The race in the US Senate promises to be a struggle for non-partisan voters

RENO, Nev. (AP) – Advertisements about the attack are already being broadcast, and emails about fundraising for the campaign are arriving in mailboxes when Nevada hosts one of the most competitive US Senate races in the country, where candidates will juggle constant concerns about election fairness and inflation which is growing at the fastest pace in decades.

The fight between incumbent Democrat Catherine Cortes Masta and former Attorney General Adam Laxalt will depend on the candidates’ ties to both President Joe Biden and former President Donald Trump, political observers say.

Laxalt, the grandson of a former U.S. senator from Nevada, co-chaired Trump’s campaign in Nevada and led failed trials to overturn the state’s 2020 election results based on false allegations of election fraud.

His campaign has received support from top Republican leaders including Trump, Florida Gov. Ron DeSantis and U.S. Senator Josh Hawley of Missouri, Ted Cruz of Texas and Tom Cotton of Arkansas.

A few days before the primaries, Laxalt held rallies with Donald Trump Jr. and denying the results of the 2020 election in Las Vegas and Carson City.

In 2020, Biden won in Nevada by just over two percentage points. The state rejected all Republican presidential candidates after George W. Bush in 2004.

Unknowns ahead of the November election include how Trump’s support will affect voters, whether Cortes Masta will turn to Biden for help, and whether Republican campaigns and Democrats will be able to reach nonpartisan voters.

According to the latest data from the Secretary of State’s office, the number of Democratic voters is slightly higher than the Republicans in Nevada. The state also has more than 627,000 non-partisan voters who can change the outcome anyway.

Cortes Masta, who is the first Latin American to serve in the Senate, won six years ago as the chosen successor to longtime Senate Democrat leader Harry Reed. She had the support of Reed’s formidable political machine.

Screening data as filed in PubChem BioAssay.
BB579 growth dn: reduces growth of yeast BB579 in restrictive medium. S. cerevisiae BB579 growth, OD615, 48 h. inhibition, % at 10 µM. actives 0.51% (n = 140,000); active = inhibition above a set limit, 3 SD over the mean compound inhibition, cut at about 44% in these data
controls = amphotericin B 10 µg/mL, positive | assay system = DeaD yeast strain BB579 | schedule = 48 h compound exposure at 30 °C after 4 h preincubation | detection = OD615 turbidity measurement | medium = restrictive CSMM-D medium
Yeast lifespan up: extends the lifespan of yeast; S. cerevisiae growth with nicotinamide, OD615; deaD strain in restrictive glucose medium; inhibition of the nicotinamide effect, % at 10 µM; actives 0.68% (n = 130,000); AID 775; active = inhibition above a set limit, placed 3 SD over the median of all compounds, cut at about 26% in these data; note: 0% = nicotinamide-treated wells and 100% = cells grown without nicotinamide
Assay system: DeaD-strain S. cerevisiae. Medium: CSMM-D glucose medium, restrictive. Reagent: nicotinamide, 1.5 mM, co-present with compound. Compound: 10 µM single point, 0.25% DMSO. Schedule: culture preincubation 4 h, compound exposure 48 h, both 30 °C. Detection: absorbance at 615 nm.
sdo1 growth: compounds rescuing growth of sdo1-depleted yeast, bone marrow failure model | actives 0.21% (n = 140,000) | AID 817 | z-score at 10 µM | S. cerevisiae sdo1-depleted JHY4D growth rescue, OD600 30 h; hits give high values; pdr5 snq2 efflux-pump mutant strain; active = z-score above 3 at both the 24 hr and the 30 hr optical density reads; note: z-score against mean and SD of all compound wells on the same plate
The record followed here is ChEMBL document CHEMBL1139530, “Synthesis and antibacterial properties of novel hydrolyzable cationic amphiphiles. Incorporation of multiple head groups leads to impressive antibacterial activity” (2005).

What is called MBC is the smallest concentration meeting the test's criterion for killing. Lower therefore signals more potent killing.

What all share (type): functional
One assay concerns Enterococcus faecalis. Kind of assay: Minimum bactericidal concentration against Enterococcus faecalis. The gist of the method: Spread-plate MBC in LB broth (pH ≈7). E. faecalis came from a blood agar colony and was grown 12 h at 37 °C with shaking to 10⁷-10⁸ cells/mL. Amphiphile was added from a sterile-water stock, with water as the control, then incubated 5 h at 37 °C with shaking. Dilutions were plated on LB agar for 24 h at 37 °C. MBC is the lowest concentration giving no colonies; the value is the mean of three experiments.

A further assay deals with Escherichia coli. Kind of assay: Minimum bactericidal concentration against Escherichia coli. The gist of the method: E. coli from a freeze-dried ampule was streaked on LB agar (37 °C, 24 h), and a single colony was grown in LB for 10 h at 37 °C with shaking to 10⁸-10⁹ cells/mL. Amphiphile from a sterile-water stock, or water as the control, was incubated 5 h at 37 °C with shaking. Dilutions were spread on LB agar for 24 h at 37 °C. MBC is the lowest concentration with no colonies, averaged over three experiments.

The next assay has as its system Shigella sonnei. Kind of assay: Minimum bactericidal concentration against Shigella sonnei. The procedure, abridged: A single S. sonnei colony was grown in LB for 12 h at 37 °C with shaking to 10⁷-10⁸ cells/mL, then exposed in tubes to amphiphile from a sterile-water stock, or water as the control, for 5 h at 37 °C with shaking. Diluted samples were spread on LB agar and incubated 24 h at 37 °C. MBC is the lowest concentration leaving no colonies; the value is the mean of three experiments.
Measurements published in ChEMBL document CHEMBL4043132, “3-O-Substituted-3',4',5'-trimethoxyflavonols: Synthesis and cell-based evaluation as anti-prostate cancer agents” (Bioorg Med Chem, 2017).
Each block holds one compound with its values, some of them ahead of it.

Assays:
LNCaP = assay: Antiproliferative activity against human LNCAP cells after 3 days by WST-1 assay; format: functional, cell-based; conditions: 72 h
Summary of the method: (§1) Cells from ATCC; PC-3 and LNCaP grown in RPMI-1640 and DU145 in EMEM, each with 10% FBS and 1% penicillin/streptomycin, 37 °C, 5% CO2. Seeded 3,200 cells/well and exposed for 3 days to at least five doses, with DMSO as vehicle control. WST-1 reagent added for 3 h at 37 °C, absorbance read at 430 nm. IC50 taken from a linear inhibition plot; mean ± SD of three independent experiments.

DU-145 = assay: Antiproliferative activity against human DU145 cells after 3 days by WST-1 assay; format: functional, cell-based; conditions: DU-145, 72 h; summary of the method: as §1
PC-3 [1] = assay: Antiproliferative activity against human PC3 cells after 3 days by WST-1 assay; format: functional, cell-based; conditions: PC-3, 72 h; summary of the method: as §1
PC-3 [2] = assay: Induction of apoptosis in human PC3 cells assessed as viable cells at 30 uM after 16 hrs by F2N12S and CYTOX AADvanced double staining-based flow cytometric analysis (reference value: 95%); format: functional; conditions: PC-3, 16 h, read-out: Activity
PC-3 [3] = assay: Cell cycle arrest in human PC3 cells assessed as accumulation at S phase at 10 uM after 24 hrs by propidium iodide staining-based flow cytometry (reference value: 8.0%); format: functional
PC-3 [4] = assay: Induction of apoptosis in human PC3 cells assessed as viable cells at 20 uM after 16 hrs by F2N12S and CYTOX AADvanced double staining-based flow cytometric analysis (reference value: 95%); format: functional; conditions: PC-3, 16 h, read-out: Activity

Today, she is seen as a vulnerable leader whose loss in a year-long election could bring the Senate under Republican control.

Earlier, the candidates moved to the center as part of their post-primary strategy, said Christina Ladam, an associate professor of political science at the University of Nevada-Rhino.

“Indeed, since 2016, we have seen candidates in the general election hold more extreme views,” she said, especially conservative candidates.

Mobilizing a party base or appealing to voters is a question that all campaigns should ask when they move to the primaries, said Dan Lee, a professor of political science at the University of Nevada-Las Vegas.

Linking Cortes Bridge to broader topics including the Biden administration, rising gas prices and inflation, Lee said Republicans could potentially do both.

“That’s essentially what they were doing at the primaries,” he said. “If they didn’t attack the candidates (Republican primaries), they attacked Biden and democratic politics.”

In his triumphant speech in the casino hall, away from the sounds of slot machines, Laxalt turned to his base and ridiculed what he called “Biden-Bridge’s vision of America.”

“She worked very hard to serve the progressive left in Washington, DC,” Laxalt said from a rostrum where large screens nearby were tuned to Fox News.

He accused Cortes Masta of being “a stamp for a radical ideology that attacks our values, our culture and the very fabric of our nation.”

He spoke out against high gas prices and inflation, open borders and human trafficking. He hinted at gun control measures imposed by Democrats after the mass shootings. Calling Biden and Cortes Masta, he accused the “radical elites” of a failed policy.

For her part, Cortes Masta often distanced herself from her party and instead conveyed the message that she said she had brought it to Nevada. Her company pointed to federal support to reduce unemployment from levels before the pandemic.

In election campaigns, speeches and publicity, Cortes Masta dismissed Laxalt, believing he was committed to fossil fuels since he worked for a law firm in Washington, D.C., which has clients of oil companies. She also called him corrupt for trying to overturn the results of the 2020 Nevada presidential election and tried to put him in conflict with women voters because of his stance on abortion.

She wrote Laxalt as a man “for himself, not for Nevada.”

The morning after the primaries, Cortes Masta’s ad attacked Laxalt, accusing him of blocking a state investigation into ExxonMobil when he was attorney general in 2016. The ad linked $ 2.5 million that Laxalt received to his gubernatorial campaign in 2018 to oil companies and wealthy conservative political campaigns. donors of the Koch brothers.

Laxalt, who ended his election campaign with mostly commercials showing that he stands with Trump, hastened to deploy his own commercials to start the general election race. In it, the narrator talks about the “chaos on our streets”, dangerous borders, inflation and dependence on foreign oil, showing a picture of Cortes Masta and Biden standing side by side.

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Gabe Stern is a member of the Associated Press / Report for America Statehouse News Initiative. Reporting for America is a nonprofit national service program that puts journalists in local newsrooms to report problems undercover. Follow Gabe on Twitter here.

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